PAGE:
Lara Watson argues we should stop deep-sea mining before it wreaks havoc on marine environments.
Your smartphone, as well as renewable energy from wind turbines and solar panels, relies on minerals like cobalt, nickel, and lithium. As the world gobbles up these resources ever faster, mining companies are looking to the deep sea for a quick solution to depleting terrestrial resources.
In September 2021, the European Commission announced plans to step up deep-sea mining extraction, despite an overwhelming vote by governments in favour of a moratorium on the operations. This destructive operation is unnecessary and must be stopped before it spells yet another environmental disaster.
Sediment plumes are one the biggest risks to marine life: these plumes would be created by the dredging of the sea floor in mining, and their resettling can cause dramatic changes in local ecosystems. “The severity and spatial scales of plumes remains a controversial issue, with environmentalists fearing plumes could travel hundreds of kilometres and mining companies anticipating the impact to extend no further than 10 km from the mining site,” states a document written by the International Union for the Conservation of Nature.
No extensive studies on the potential ecological damage have been conducted yet. That means that there could be completely unprecedented damage to deep-sea ecosystems, potentially ridding the planet of rare species. One such species – the scaly foot snail, found on vent sites along the Indian Ocean ridges – was recently classified as endangered because of the threat of seabed mining in the area.
As someone hoping to go into a career in marine biology, I cannot face the idea of species being lost before I get a chance to study them or even know of their existence, but I have full faith that there is still time to save them.
So, what can be done to prevent deep-sea mining from becoming a greater reality?
One thing is to invest in battery innovation. “Battery technology has advanced rapidly. Investment in innovation means that the next generation of longer-lived batteries that reuse metals – or do not use deep-sea minerals at all – are already entering the market,” writes a member of the Deep Sea Conservation Coalition. With newer, less environmentally invasive technologies already on the market, why do we need to resort to older, more environmentally destructive methods?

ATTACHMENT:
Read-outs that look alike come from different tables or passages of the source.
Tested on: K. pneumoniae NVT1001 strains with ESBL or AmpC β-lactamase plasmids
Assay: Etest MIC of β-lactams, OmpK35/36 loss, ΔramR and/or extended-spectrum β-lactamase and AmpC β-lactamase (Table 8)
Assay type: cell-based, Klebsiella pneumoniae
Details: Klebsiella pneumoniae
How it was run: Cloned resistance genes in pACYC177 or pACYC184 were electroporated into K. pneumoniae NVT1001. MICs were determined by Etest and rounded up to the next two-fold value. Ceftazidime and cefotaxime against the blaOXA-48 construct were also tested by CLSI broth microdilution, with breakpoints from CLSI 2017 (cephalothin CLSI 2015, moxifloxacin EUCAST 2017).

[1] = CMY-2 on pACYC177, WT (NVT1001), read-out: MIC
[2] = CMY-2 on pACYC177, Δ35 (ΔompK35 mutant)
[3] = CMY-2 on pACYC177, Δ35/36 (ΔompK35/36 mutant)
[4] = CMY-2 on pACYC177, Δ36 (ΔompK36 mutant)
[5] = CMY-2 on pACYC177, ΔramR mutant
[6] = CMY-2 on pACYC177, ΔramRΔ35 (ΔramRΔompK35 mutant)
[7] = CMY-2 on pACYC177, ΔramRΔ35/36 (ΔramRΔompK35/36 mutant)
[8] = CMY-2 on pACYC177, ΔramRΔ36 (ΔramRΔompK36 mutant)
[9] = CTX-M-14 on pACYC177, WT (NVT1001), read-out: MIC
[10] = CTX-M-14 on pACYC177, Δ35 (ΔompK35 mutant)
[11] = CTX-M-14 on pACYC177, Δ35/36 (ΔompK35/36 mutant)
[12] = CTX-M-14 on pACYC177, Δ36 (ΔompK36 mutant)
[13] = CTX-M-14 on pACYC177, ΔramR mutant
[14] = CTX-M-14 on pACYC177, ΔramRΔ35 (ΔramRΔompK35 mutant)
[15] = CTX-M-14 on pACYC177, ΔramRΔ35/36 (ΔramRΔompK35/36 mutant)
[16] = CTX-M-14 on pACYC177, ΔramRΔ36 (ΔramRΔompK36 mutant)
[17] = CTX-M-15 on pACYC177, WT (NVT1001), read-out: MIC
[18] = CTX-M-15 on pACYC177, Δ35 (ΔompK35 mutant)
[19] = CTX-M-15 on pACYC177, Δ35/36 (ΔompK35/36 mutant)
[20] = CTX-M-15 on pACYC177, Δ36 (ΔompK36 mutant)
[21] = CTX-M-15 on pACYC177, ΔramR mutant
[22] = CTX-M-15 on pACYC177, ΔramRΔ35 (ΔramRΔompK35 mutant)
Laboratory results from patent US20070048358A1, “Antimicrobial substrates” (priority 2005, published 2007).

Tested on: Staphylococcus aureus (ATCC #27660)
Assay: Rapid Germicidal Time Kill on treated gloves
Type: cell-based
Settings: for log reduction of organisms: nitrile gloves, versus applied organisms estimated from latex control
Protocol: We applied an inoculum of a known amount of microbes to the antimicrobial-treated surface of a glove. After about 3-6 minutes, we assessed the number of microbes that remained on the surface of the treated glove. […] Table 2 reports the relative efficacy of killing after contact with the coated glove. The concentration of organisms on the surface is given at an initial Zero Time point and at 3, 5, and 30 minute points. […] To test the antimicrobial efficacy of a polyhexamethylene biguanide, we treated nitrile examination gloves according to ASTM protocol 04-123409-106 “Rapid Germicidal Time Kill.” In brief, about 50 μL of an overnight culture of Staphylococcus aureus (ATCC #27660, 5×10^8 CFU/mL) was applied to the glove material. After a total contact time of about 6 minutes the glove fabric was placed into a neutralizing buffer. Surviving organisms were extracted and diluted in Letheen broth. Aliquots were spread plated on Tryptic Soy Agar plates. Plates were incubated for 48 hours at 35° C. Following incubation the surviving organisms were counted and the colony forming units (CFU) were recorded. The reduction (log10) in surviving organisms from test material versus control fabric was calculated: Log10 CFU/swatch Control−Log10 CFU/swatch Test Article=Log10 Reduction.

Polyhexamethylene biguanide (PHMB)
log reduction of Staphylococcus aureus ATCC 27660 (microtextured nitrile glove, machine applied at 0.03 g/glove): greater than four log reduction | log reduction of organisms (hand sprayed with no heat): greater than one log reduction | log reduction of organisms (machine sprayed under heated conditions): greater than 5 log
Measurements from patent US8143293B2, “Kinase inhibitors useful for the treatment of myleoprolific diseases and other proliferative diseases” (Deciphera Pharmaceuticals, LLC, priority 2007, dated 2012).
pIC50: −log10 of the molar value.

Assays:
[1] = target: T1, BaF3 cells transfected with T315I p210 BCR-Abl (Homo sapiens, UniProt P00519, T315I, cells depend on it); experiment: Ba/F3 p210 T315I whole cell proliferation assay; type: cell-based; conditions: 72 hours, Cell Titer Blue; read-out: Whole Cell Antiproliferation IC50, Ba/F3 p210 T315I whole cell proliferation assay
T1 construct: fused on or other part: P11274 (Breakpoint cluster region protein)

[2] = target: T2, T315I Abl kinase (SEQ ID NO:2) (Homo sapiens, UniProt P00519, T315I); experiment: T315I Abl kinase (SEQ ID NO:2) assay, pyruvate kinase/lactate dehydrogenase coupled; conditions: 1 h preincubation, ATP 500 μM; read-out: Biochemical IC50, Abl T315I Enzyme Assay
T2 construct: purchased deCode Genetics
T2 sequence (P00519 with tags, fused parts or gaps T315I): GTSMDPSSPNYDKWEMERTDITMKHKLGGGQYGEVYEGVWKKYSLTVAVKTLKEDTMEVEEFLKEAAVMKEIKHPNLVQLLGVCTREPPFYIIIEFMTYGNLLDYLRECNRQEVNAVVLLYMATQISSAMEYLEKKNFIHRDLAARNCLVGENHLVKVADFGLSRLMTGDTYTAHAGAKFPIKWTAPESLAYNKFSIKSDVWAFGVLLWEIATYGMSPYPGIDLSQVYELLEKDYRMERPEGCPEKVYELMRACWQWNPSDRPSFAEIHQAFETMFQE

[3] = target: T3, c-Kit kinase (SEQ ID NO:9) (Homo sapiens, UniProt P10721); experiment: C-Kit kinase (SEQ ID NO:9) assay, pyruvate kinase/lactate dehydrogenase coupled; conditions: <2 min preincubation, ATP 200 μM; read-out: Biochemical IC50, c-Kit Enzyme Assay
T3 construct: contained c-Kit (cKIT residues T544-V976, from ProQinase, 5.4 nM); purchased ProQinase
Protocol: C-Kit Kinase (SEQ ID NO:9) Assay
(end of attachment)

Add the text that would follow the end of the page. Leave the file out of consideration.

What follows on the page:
The high costs of deep sea mining should also be diverted towards recycling. Reclaiming one tonne of lithium from recycled lithium sources costs approximately $28,000. According to estimates from the Massachusetts Institute of Technology, just setting up a deep-sea mine can cost over $1bn. Think about how much recycled lithium could be recovered with that!
We also need more wide-scale electronic recycling programs in communities. Being able to retrieve these minerals before they go to waste sites or landfills will reduce the need to mine. With websites such as recycleyourelectricals.org.uk you can find your local drop-off point. The facilities are already here and accessible – all it needs is a little promotion.
Repurposing and reusing your old electronics is without a doubt the easiest way to make a personal difference. Every house has that drawer filled with old phones, expired currency, and old takeaway menus. If everyone contributed to the recycling system by sending in their old electronic waste, there would be greater amounts in circulation to recycle. The European Union has created regulations to reduce the amounts of minerals in new batteries from 2030.
Lawmakers need to do their part to stop deep-sea mining from being undertaken on large, ecologically destructive scales. A moratorium on deep-sea mining needs to be in place, at least until there are clearer environmental impacts. The European Commission plans announced in September are a roadblock to this. With most governments overwhelmingly in favour of delaying or stopping deep-sea mining on all scales, the enthusiasm is clearly present. The biggest challenge will be convincing world leaders of the financial positives to investing in, instead of ruining, undiscovered and unique ecosystems.
Lara Watson (she/her) is a fourth-year history student. @lara_bethan